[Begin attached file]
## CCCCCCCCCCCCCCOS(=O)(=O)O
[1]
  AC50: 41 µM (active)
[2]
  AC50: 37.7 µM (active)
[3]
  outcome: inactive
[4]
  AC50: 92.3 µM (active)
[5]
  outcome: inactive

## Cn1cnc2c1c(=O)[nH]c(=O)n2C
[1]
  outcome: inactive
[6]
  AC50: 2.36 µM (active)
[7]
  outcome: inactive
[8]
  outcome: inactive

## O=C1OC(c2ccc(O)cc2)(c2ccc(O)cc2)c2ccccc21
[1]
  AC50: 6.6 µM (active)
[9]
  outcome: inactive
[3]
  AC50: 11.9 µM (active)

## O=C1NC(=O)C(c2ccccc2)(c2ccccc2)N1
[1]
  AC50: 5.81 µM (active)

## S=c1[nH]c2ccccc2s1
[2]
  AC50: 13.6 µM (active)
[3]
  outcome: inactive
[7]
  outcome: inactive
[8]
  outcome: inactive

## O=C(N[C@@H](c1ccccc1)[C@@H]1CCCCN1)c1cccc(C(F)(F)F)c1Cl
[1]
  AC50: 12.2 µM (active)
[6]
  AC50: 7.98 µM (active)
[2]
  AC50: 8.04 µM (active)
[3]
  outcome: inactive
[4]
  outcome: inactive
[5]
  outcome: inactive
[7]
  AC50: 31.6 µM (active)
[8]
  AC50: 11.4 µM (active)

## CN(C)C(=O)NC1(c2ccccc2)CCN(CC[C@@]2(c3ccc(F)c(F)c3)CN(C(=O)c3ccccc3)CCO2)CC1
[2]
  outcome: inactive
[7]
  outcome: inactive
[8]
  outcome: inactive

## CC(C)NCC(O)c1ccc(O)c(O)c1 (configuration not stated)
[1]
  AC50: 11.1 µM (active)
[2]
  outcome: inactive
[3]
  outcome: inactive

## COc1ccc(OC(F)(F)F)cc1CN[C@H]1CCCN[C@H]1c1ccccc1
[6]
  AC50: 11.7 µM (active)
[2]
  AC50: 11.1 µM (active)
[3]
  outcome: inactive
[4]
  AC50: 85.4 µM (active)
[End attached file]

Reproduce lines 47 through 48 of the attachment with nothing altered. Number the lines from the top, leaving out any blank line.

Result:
[3]
  outcome: inactive